A Democrat versus Democrat race in Silicon Valley is another of California’s most intriguing House races, in which veteran Rep. Mike Honda finds himself in a tight battle against patent lawyer Ro Khanna. Republican Rep. Tom McClintock is expected to dispatch fellow Republican Art Moore in a district that stretches from the Sacramento suburbs to Yosemite National Park.
Overall, Republicans are expected to retain control of the U.S. House of Representatives, but flipping seats held by Democrats in California would be seen as a symbolic victory.
THE ELECTION WITHIN THE ELECTION
Republicans have slipped to just 28 percent of the California electorate and have been on a losing streak for statewide constitutional offices and state legislative seats. While they have only dim hopes for winning a statewide seat on Tuesday, the state GOP is working hard to thwart Democratic supermajorities in the Assembly and Senate.
A two-thirds supermajority would allow Democratic lawmakers to unilaterally raise taxes and override gubernatorial vetoes if they chose. Republicans are focusing on a handful of legislative races, primarily in Orange County.
The party has competitive candidates for controller and secretary of state, but the Democratic voter registration edge is difficult to overcome.
WATER, RAINY DAY FUND MEASURES PASS
Voters approved a $7.5-billion measure to revamp California’s outdated water system amid the state’s historic drought. Proposition 1 will invest $2.7 billion in additional water storage, including two new reservoirs, along with billions more for conservation, water recycling and groundwater cleanup.
Californians also voted to overhaul the state’s rainy day fund to pay down more debt and provide a bigger buffer against future state budget shortfalls.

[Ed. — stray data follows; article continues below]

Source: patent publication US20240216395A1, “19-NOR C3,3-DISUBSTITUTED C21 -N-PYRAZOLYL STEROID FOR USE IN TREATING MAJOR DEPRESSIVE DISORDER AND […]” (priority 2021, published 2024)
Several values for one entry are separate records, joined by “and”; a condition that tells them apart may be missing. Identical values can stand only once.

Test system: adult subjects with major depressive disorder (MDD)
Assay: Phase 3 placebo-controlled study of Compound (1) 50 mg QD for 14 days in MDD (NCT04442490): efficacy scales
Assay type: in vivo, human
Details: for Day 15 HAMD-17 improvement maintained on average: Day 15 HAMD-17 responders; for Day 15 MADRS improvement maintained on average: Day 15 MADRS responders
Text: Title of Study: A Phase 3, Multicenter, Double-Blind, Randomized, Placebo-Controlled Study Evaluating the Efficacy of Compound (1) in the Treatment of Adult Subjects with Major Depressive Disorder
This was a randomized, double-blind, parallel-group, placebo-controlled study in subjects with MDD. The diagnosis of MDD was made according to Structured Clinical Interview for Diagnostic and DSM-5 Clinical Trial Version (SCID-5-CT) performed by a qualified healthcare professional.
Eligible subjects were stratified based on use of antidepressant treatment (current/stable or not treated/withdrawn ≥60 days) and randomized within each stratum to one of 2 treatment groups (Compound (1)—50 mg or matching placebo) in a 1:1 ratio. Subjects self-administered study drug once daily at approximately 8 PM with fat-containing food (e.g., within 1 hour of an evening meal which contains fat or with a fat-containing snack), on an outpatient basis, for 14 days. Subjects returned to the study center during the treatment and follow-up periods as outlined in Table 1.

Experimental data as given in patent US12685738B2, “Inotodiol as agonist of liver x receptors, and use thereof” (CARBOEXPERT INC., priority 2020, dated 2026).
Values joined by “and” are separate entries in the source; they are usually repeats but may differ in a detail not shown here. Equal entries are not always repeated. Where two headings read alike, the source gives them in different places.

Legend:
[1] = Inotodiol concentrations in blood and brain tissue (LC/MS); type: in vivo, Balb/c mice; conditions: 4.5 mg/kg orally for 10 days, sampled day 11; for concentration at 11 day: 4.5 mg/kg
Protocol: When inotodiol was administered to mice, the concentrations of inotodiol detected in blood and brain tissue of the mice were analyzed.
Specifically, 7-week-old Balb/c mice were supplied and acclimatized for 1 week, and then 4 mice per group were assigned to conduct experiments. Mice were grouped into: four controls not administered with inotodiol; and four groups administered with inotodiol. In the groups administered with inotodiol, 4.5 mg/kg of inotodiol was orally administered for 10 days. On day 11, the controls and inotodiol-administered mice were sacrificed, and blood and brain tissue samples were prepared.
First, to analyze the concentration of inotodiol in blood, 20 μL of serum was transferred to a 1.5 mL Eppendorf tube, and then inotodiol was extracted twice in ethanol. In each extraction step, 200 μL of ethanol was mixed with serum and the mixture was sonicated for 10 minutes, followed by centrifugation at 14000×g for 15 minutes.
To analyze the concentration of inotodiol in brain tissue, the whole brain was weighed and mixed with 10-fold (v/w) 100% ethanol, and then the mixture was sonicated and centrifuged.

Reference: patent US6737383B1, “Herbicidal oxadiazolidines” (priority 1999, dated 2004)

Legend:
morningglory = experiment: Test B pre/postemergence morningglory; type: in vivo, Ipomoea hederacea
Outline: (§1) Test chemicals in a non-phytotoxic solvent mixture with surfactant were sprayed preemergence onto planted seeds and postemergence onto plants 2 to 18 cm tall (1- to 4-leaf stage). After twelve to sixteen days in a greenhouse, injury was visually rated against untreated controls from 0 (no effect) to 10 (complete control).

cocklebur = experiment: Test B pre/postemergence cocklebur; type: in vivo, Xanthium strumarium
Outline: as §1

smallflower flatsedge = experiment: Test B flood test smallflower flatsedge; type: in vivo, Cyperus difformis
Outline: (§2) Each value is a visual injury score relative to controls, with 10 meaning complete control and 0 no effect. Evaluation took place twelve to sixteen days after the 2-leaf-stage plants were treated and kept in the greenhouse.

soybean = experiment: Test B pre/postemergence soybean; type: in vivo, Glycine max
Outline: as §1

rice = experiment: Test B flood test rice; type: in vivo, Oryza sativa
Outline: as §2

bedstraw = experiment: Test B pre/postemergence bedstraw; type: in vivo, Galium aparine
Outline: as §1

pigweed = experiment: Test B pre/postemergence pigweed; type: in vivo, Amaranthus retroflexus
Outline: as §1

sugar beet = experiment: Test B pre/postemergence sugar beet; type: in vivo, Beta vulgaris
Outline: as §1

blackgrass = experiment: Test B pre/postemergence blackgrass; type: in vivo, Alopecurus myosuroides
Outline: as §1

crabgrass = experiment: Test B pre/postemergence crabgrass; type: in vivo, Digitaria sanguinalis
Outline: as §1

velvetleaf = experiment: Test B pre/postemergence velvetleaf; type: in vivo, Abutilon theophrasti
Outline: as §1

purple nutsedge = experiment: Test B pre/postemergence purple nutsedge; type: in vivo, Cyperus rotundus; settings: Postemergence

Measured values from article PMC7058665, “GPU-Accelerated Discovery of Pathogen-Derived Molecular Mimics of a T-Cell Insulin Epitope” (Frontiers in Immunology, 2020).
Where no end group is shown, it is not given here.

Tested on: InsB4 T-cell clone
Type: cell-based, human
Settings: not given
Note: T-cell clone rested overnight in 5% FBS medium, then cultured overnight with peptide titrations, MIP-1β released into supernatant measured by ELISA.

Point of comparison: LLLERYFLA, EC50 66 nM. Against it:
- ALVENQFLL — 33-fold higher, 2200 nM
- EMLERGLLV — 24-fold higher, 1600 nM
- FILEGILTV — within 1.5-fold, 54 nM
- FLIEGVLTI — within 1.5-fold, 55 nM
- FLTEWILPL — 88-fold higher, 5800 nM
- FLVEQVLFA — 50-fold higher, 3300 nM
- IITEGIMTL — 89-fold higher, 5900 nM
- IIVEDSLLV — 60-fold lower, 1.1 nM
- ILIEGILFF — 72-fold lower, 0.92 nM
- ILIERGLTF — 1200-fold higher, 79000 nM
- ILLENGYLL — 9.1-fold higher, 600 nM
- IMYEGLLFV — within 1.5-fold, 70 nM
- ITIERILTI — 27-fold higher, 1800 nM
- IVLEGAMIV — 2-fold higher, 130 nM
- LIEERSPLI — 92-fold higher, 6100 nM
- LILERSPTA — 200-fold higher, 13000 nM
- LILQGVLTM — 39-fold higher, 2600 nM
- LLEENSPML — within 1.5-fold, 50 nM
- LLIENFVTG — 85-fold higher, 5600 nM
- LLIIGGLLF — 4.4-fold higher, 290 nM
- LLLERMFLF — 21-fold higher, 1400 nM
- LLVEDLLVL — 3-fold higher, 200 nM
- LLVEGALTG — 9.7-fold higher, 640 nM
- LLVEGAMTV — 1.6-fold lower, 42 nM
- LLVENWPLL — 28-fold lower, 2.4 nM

Voters approved a ballot initiative that will reduce penalties for low-level drug and property crimes. Under Proposition 47, shoplifting, forgery, fraud and petty theft are among the crimes that will be treated as misdemeanors rather than felonies.
Voters soundly defeated an attempt to raise California’s cap on medical malpractice damage awards, after physician and insurance groups poured tens of millions of dollars into the opposition campaign.
Early results showed voters heavily favoring a special tax on soda and other sugary drinks in Berkeley, with the aim of curbing consumption. Berkeley would become the first city in the nation with such a tax.
VOTERS TUNED OUT AND TURNED OFF
Turnout in June was just 25 percent, the lowest on record for a California primary. Analysts predicted tepid turnout again on Tuesday, blaming it on a coarse political climate and too few big-ticket races on the ballot. Most project turnout at 50 percent or less. Polling places could be desolate because of another factor — the rise in the proportion of voters casting vote-by-mail ballots. Nearly 70 percent of voters did so in June, and analysts expected that number to be well over 50 percent on Tuesday.
If many of those absentee ballots are turned in at precincts on Election Day, it could mean outcomes in close races may not be known for days